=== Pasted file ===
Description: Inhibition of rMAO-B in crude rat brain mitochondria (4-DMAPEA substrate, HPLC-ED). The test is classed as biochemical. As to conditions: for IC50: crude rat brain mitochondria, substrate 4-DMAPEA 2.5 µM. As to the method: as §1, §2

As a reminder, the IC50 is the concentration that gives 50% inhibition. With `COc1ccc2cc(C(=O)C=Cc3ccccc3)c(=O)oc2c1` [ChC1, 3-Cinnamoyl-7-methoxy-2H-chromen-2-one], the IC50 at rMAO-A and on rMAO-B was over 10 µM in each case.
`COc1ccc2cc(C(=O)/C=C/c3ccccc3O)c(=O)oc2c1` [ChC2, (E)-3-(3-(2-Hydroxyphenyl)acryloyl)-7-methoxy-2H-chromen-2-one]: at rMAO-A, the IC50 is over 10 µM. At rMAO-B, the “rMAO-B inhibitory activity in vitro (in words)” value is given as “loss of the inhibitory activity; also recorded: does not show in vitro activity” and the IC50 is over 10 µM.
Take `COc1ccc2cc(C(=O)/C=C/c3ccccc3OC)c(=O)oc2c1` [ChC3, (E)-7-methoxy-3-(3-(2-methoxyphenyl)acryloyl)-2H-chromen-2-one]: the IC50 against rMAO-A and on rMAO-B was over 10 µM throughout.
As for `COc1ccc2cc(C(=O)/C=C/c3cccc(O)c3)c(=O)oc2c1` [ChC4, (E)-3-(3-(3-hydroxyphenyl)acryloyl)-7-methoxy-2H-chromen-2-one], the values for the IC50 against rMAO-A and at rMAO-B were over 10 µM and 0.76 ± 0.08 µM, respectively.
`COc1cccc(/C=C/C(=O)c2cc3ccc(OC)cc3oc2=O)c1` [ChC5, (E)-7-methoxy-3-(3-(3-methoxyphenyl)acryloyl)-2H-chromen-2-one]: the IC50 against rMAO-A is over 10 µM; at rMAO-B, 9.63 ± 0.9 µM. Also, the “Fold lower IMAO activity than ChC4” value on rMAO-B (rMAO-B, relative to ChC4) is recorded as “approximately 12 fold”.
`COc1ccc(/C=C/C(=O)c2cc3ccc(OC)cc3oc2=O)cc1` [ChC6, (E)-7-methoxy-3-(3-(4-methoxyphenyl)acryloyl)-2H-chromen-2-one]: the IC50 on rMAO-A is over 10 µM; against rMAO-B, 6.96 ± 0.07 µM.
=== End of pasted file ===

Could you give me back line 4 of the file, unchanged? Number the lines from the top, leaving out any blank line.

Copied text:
Take `COc1ccc2cc(C(=O)/C=C/c3ccccc3OC)c(=O)oc2c1` [ChC3, (E)-7-methoxy-3-(3-(2-methoxyphenyl)acryloyl)-2H-chromen-2-one]: the IC50 against rMAO-A and on rMAO-B was over 10 µM throughout.